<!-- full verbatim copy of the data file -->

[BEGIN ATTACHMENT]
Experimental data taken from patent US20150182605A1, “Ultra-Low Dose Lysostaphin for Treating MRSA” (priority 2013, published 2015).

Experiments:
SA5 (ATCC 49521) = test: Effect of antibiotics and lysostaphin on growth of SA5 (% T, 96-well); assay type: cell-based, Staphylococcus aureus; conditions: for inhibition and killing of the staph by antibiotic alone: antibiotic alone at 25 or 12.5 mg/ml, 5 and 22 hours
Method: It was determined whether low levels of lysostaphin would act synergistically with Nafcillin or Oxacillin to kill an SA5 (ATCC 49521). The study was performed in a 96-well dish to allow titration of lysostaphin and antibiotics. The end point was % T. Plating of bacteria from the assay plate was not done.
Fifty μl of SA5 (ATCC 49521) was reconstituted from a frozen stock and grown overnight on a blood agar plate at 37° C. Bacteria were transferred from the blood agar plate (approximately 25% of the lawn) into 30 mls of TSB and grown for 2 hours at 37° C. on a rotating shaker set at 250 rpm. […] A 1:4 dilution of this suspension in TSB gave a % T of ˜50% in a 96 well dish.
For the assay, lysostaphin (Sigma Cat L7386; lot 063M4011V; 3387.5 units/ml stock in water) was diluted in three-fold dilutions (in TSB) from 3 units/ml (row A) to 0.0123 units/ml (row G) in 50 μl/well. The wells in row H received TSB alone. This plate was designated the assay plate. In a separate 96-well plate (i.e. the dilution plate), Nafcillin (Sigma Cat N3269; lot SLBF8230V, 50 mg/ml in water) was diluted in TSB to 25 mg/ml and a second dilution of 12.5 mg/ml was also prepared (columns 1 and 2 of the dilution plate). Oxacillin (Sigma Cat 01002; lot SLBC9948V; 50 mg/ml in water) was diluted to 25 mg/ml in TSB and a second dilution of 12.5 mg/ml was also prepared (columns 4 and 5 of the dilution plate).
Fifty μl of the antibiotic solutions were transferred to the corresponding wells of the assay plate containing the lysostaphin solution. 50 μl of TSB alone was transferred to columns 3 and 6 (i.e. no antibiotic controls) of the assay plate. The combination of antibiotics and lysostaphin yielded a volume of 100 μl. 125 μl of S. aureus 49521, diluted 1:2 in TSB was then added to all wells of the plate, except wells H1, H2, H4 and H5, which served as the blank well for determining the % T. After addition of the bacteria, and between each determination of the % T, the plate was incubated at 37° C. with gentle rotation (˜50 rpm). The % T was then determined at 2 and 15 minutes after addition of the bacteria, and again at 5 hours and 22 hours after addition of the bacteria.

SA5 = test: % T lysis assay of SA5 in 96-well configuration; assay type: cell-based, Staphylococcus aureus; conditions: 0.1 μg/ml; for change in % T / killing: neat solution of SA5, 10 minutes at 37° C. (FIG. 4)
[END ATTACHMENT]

Experimental data taken from patent US20150182605A1, “Ultra-Low Dose Lysostaphin for Treating MRSA” (priority 2013, published 2015).

Experiments:
SA5 (ATCC 49521) = test: Effect of antibiotics and lysostaphin on growth of SA5 (% T, 96-well); assay type: cell-based, Staphylococcus aureus; conditions: for inhibition and killing of the staph by antibiotic alone: antibiotic alone at 25 or 12.5 mg/ml, 5 and 22 hours
Method: It was determined whether low levels of lysostaphin would act synergistically with Nafcillin or Oxacillin to kill an SA5 (ATCC 49521). The study was performed in a 96-well dish to allow titration of lysostaphin and antibiotics. The end point was % T. Plating of bacteria from the assay plate was not done.
Fifty μl of SA5 (ATCC 49521) was reconstituted from a frozen stock and grown overnight on a blood agar plate at 37° C. Bacteria were transferred from the blood agar plate (approximately 25% of the lawn) into 30 mls of TSB and grown for 2 hours at 37° C. on a rotating shaker set at 250 rpm. […] A 1:4 dilution of this suspension in TSB gave a % T of ˜50% in a 96 well dish.
For the assay, lysostaphin (Sigma Cat L7386; lot 063M4011V; 3387.5 units/ml stock in water) was diluted in three-fold dilutions (in TSB) from 3 units/ml (row A) to 0.0123 units/ml (row G) in 50 μl/well. The wells in row H received TSB alone. This plate was designated the assay plate. In a separate 96-well plate (i.e. the dilution plate), Nafcillin (Sigma Cat N3269; lot SLBF8230V, 50 mg/ml in water) was diluted in TSB to 25 mg/ml and a second dilution of 12.5 mg/ml was also prepared (columns 1 and 2 of the dilution plate). Oxacillin (Sigma Cat 01002; lot SLBC9948V; 50 mg/ml in water) was diluted to 25 mg/ml in TSB and a second dilution of 12.5 mg/ml was also prepared (columns 4 and 5 of the dilution plate).
Fifty μl of the antibiotic solutions were transferred to the corresponding wells of the assay plate containing the lysostaphin solution. 50 μl of TSB alone was transferred to columns 3 and 6 (i.e. no antibiotic controls) of the assay plate. The combination of antibiotics and lysostaphin yielded a volume of 100 μl. 125 μl of S. aureus 49521, diluted 1:2 in TSB was then added to all wells of the plate, except wells H1, H2, H4 and H5, which served as the blank well for determining the % T. After addition of the bacteria, and between each determination of the % T, the plate was incubated at 37° C. with gentle rotation (˜50 rpm). The % T was then determined at 2 and 15 minutes after addition of the bacteria, and again at 5 hours and 22 hours after addition of the bacteria.

SA5 = test: % T lysis assay of SA5 in 96-well configuration; assay type: cell-based, Staphylococcus aureus; conditions: 0.1 μg/ml; for change in % T / killing: neat solution of SA5, 10 minutes at 37° C. (FIG. 4)